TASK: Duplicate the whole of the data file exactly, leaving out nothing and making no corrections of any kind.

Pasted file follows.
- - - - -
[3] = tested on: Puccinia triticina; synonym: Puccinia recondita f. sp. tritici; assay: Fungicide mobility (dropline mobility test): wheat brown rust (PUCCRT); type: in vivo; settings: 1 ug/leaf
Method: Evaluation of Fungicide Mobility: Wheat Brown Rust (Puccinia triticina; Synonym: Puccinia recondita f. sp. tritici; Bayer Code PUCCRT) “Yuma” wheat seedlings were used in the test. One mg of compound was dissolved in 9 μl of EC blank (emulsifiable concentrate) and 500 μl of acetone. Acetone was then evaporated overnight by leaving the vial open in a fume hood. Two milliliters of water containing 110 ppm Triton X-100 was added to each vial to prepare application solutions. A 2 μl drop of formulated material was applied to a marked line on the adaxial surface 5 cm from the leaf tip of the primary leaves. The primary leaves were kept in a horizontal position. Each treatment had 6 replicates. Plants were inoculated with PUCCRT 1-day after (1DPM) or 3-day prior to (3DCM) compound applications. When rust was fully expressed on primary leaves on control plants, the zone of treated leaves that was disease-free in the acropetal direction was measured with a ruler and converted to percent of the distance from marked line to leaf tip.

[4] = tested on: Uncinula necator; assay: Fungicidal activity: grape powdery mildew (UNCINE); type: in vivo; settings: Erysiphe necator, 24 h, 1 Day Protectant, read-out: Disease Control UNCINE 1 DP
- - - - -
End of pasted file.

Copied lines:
[3] = tested on: Puccinia triticina; synonym: Puccinia recondita f. sp. tritici; assay: Fungicide mobility (dropline mobility test): wheat brown rust (PUCCRT); type: in vivo; settings: 1 ug/leaf
Method: Evaluation of Fungicide Mobility: Wheat Brown Rust (Puccinia triticina; Synonym: Puccinia recondita f. sp. tritici; Bayer Code PUCCRT) “Yuma” wheat seedlings were used in the test. One mg of compound was dissolved in 9 μl of EC blank (emulsifiable concentrate) and 500 μl of acetone. Acetone was then evaporated overnight by leaving the vial open in a fume hood. Two milliliters of water containing 110 ppm Triton X-100 was added to each vial to prepare application solutions. A 2 μl drop of formulated material was applied to a marked line on the adaxial surface 5 cm from the leaf tip of the primary leaves. The primary leaves were kept in a horizontal position. Each treatment had 6 replicates. Plants were inoculated with PUCCRT 1-day after (1DPM) or 3-day prior to (3DCM) compound applications. When rust was fully expressed on primary leaves on control plants, the zone of treated leaves that was disease-free in the acropetal direction was measured with a ruler and converted to percent of the distance from marked line to leaf tip.

[4] = tested on: Uncinula necator; assay: Fungicidal activity: grape powdery mildew (UNCINE); type: in vivo; settings: Erysiphe necator, 24 h, 1 Day Protectant, read-out: Disease Control UNCINE 1 DP